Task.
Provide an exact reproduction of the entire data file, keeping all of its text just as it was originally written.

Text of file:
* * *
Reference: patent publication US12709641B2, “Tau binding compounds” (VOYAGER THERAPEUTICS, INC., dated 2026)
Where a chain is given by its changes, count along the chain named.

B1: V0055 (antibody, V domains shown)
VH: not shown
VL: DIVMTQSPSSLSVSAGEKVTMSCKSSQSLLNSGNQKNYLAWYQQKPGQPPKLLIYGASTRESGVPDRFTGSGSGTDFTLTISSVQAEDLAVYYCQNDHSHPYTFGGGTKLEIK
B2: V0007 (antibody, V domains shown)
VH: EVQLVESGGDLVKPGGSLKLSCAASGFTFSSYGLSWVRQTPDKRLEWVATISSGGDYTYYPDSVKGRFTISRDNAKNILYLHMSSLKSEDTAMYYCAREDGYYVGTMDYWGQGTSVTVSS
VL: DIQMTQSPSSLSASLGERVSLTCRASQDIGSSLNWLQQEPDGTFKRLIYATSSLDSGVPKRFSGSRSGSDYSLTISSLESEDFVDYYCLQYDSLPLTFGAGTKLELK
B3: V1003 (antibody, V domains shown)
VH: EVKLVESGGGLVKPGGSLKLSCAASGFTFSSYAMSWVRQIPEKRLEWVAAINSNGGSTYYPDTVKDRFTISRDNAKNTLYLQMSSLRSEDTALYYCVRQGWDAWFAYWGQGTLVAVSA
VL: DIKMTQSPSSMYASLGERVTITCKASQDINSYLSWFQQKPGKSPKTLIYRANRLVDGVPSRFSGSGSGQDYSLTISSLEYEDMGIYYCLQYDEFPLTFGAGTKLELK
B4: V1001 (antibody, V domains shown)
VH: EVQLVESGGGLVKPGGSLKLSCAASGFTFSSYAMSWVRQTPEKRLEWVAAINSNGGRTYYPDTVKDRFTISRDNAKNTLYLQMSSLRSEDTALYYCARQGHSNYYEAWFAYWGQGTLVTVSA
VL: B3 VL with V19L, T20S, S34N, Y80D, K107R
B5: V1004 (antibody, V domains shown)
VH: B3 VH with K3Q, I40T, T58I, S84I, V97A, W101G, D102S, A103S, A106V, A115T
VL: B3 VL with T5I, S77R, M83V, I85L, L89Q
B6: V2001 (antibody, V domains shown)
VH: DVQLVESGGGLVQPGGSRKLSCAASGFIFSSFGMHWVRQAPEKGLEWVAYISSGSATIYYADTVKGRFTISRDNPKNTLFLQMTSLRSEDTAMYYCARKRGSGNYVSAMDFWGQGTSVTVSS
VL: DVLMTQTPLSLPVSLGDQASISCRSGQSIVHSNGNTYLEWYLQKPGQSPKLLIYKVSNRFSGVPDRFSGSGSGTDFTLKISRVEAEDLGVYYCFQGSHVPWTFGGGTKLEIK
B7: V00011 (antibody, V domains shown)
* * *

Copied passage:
Reference: patent publication US12709641B2, “Tau binding compounds” (VOYAGER THERAPEUTICS, INC., dated 2026)
Where a chain is given by its changes, count along the chain named.

B1: V0055 (antibody, V domains shown)
VH: not shown
VL: DIVMTQSPSSLSVSAGEKVTMSCKSSQSLLNSGNQKNYLAWYQQKPGQPPKLLIYGASTRESGVPDRFTGSGSGTDFTLTISSVQAEDLAVYYCQNDHSHPYTFGGGTKLEIK
B2: V0007 (antibody, V domains shown)
VH: EVQLVESGGDLVKPGGSLKLSCAASGFTFSSYGLSWVRQTPDKRLEWVATISSGGDYTYYPDSVKGRFTISRDNAKNILYLHMSSLKSEDTAMYYCAREDGYYVGTMDYWGQGTSVTVSS
VL: DIQMTQSPSSLSASLGERVSLTCRASQDIGSSLNWLQQEPDGTFKRLIYATSSLDSGVPKRFSGSRSGSDYSLTISSLESEDFVDYYCLQYDSLPLTFGAGTKLELK
B3: V1003 (antibody, V domains shown)
VH: EVKLVESGGGLVKPGGSLKLSCAASGFTFSSYAMSWVRQIPEKRLEWVAAINSNGGSTYYPDTVKDRFTISRDNAKNTLYLQMSSLRSEDTALYYCVRQGWDAWFAYWGQGTLVAVSA
VL: DIKMTQSPSSMYASLGERVTITCKASQDINSYLSWFQQKPGKSPKTLIYRANRLVDGVPSRFSGSGSGQDYSLTISSLEYEDMGIYYCLQYDEFPLTFGAGTKLELK
B4: V1001 (antibody, V domains shown)
VH: EVQLVESGGGLVKPGGSLKLSCAASGFTFSSYAMSWVRQTPEKRLEWVAAINSNGGRTYYPDTVKDRFTISRDNAKNTLYLQMSSLRSEDTALYYCARQGHSNYYEAWFAYWGQGTLVTVSA
VL: B3 VL with V19L, T20S, S34N, Y80D, K107R
B5: V1004 (antibody, V domains shown)
VH: B3 VH with K3Q, I40T, T58I, S84I, V97A, W101G, D102S, A103S, A106V, A115T
VL: B3 VL with T5I, S77R, M83V, I85L, L89Q
B6: V2001 (antibody, V domains shown)
VH: DVQLVESGGGLVQPGGSRKLSCAASGFIFSSFGMHWVRQAPEKGLEWVAYISSGSATIYYADTVKGRFTISRDNPKNTLFLQMTSLRSEDTAMYYCARKRGSGNYVSAMDFWGQGTSVTVSS
VL: DVLMTQTPLSLPVSLGDQASISCRSGQSIVHSNGNTYLEWYLQKPGQSPKLLIYKVSNRFSGVPDRFSGSGSGTDFTLKISRVEAEDLGVYYCFQGSHVPWTFGGGTKLEIK
B7: V00011 (antibody, V domains shown)